pizza bianca

You might complain that this is called a pizza and yet there are no toppings. No cheese, no sauce, no cured meats or roasted vegetables. All I can say in my defense that I didn't name the thing, I just made and devoured it. And really, I don't care what you call it as long as you make it right away. Pizza or not, it's simply wonderful.

pizza bianca, finished

This recipe requires instant yeast and I thought that meant it would be a faster process, but it still rises twice. The flavor is strong and complex on account of this and it's well worth the time. Breads seem tricky but I'm realizing that they take time and patience (things I tend to lack) but they're not actually that difficult, and they are so rewarding-- it's amazing to take a handful of simple ingredients and magically transform them into something with so much flavor.

pizza bianca, dough prepped for the oven

I will note that this bread (like most homemade breads) doesn't keep well, and the recipe makes far too much for one person, so I would recommend that you halve the recipe or share. It's so good that you may think you will eat the whole batch yourself, but I tried valiantly and failed. I wonder if it would make good breadcrumbs for another project?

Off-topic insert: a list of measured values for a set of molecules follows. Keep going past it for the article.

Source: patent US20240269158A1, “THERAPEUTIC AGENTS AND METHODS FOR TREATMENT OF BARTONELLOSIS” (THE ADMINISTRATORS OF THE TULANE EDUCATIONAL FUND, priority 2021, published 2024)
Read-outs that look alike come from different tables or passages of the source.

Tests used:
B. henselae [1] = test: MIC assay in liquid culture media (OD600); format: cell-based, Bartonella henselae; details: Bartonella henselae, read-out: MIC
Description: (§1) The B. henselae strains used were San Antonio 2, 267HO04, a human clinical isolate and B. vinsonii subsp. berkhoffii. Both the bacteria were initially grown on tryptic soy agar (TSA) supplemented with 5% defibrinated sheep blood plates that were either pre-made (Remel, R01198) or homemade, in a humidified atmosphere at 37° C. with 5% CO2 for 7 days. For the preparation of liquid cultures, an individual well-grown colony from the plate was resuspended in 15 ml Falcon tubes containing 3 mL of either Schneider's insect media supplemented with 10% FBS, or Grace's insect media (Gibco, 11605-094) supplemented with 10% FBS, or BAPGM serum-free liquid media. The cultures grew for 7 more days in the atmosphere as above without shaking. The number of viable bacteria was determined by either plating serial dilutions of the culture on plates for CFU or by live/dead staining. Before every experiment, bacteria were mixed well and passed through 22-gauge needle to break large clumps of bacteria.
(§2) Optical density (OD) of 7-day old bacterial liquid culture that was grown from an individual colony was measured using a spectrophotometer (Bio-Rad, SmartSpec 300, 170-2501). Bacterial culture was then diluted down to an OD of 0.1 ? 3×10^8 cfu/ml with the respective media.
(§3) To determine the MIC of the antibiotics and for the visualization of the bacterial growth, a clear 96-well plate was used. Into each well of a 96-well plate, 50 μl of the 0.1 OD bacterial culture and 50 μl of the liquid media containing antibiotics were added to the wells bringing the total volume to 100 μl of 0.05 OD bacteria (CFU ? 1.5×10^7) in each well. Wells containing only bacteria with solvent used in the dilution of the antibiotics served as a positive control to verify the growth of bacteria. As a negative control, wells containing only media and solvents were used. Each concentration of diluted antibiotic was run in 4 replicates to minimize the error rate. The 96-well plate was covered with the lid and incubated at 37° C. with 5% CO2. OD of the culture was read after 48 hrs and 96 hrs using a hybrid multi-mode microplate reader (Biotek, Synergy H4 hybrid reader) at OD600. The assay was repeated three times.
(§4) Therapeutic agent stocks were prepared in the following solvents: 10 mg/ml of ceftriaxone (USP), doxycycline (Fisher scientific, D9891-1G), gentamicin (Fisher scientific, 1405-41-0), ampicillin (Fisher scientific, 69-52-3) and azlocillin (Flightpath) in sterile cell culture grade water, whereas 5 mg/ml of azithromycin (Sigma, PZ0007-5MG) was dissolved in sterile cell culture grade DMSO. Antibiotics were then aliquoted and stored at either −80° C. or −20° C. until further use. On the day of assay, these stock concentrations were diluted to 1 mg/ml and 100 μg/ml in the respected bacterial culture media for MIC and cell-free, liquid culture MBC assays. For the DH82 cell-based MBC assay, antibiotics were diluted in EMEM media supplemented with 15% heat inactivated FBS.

pizza bianca, sliced

Jim Lahey’s Pizza Bianca
From Smitten Kitchen

Makes two long pizzas

3 cups all-purpose flour
1 teaspoon salt
3/4 teaspoon sugar
1 teaspoon instant dry yeast
3 tablespoons extra-virgin olive oil
1 sprig fresh rosemary

1. Combine flour, 1/2 teaspoon salt, sugar, and yeast in the bowl of an electric mixer, and slowly add 1 cup cold water. Mix on low speed until ingredients begin to combine, increase speed to medium-high, and continue to mix for about 10 minutes until the dough is smooth, elastic, and cleanly pulls away from the sides of the mixing bowl. I used the paddle attachment on a kitchenaid until the dough came together and then I switched to the dough hook.

2. Place dough in an oiled bowl, and allow to rest for 2 to 4 hours until it has doubled in size. Split the dough into halves, and form each into a log [or in my case, realize that I forgot to do this, and roll it out instead!]. Place each log on a generously floured surface, and allow it to rest until the formed dough doubles in size again, at least 1 hour.

3. Put dough on a lightly floured baker’s peel, or something flat covered in cormeal. You'll have to slide the dough off, so don't use anything with a lip or raised edge. Dimple dough by pressing it down with your fingertips. Work the dough outward toward the edges of the peel until you reach your desired size and thickness, about 1/4 inch. Drizzle with remaining olive oil, rosemary and sprinkle with remaining salt.

4. Place a baking stone, sometimes known as a pizza stone, in the oven. Set oven to broil, about 520 degrees. Slide pizza onto baking stone. Bake until the bubbles range from golden to deep brown in color, 10 to 12 minutes. If you don't have a stone baking it on a baking sheet is fine.

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